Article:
ESPN announced yesterday that it has formally parted ways with controversial and prolific sports journalist Jason Whitlock, buying out his contract a few weeks ago. This marks the second time that the network and journalist have split, following Whitlock’s 2002 to 2006 tenure at ESPN.com.
The end of Whitlock’s scandal-plagued tenure as editor-in-chief of The Undefeated, a still-largely-unlaunched ESPN-backed website that would explore the interesection of race and sports, was announced in June. He was replaced by sports editor Leon Carter. That announcement came on the heels of reports by Deadspin’s Greg Howard that regarded Whitlock as a poor and vindictive manager who employs problematic, “pulled up by the bootstraps” racial narratives, as the following passage from one of Howard’s most-incisive pieces details:
There is no way a room full of intelligent thinkers and writers can be united behind Whitlock’s crass appeal to sports-as-American values, or his far-right dog whistles, or his musings on the inherent sicknesses of black people. The site isn’t for them, though. Rather than a salon for various and varying black voices, The Undefeated is an instrument to trumpet Whitlock’s own. And this, more than anything else, is the problem. By setting the site up as a justification not just for his own unpopular and long-held stances but for himself—by making it the sort of black-interest site that surveys the United States as it is in 2015 and identifies black people using the word “nigga” as the single cause most worth its time and attention—Whitlock has condemned it to irrelevance, his grievances finally winning out over his ambitions.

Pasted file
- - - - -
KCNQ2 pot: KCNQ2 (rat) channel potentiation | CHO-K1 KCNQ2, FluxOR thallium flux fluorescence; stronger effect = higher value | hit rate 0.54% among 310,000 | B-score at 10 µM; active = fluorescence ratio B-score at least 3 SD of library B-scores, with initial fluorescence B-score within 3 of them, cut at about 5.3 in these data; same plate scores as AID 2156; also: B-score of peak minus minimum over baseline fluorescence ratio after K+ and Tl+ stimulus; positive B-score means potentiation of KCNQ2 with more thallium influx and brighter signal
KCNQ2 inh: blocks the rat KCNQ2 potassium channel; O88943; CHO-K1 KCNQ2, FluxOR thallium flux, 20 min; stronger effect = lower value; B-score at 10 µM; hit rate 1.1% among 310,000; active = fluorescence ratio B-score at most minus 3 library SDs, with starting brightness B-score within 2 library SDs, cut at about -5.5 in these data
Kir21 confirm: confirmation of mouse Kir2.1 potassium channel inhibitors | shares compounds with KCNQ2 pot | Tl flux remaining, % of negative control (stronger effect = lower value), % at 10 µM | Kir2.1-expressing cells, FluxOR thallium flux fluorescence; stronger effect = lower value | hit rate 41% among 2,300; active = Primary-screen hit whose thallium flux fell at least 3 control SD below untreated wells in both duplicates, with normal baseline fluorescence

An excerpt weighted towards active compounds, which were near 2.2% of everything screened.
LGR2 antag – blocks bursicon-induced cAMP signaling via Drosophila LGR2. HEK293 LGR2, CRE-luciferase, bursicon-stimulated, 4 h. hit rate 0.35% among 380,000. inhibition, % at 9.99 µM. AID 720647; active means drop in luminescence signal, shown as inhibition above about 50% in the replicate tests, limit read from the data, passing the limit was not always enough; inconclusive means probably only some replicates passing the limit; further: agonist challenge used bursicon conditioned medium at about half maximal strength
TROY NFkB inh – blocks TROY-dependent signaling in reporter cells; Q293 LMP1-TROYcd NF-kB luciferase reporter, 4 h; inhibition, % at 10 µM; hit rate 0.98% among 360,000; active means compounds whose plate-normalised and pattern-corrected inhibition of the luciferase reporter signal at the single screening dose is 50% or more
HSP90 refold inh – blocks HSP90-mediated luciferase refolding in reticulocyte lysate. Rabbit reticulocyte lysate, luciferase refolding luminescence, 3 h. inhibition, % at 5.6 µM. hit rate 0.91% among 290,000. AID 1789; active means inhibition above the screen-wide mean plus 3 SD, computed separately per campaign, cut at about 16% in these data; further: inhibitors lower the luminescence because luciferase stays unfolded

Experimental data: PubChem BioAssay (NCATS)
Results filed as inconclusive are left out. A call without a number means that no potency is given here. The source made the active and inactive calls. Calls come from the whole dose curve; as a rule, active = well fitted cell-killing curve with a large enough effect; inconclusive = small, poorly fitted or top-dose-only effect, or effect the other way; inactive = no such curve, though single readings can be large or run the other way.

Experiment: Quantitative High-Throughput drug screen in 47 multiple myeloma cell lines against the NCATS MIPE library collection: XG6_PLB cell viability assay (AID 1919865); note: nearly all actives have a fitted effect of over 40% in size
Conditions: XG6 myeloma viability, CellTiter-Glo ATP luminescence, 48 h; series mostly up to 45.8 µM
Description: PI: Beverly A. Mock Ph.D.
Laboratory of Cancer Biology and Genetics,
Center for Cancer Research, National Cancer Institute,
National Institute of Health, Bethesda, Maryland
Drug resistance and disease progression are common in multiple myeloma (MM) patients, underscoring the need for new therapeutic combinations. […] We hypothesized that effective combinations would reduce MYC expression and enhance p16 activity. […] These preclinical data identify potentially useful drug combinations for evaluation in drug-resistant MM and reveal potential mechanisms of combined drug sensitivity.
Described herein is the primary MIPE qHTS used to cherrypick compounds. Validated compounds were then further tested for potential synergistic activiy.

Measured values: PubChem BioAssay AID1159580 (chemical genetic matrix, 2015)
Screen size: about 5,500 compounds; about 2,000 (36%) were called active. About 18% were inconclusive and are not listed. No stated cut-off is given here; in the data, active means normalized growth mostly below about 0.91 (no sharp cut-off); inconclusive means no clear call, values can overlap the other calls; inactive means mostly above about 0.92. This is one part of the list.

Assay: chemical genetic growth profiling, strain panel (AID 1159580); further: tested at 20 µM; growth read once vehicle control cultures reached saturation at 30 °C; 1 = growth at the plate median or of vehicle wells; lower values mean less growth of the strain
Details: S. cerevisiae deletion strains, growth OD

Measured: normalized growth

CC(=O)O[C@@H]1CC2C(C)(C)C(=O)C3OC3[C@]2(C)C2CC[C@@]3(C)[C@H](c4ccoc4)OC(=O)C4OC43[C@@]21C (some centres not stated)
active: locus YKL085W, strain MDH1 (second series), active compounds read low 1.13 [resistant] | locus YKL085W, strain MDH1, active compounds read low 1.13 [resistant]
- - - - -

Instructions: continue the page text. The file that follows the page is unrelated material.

After more than two years of development, The Undefeated has yet to be officially launched. The site’s home page simply links to a few stories that seem to be posted on ESPN.com and not the actual site. In a statement to Sports Illustrated, ESPN insisted that The Undefeated will still be launched:
We have mutually agreed to part ways, which was Jason’s preference following the shift from his role as editor-in-chief. Jason is a talented print and television commentator, and we wish him success in his next chapter. ESPN remains fully committed to The Undefeated and plans continue toward an official launch.
Whitlock’s future is uncertain, although Sports Illustrated guesses that he’ll make a return to Fox Sports, where he worked from 2007 to 2013.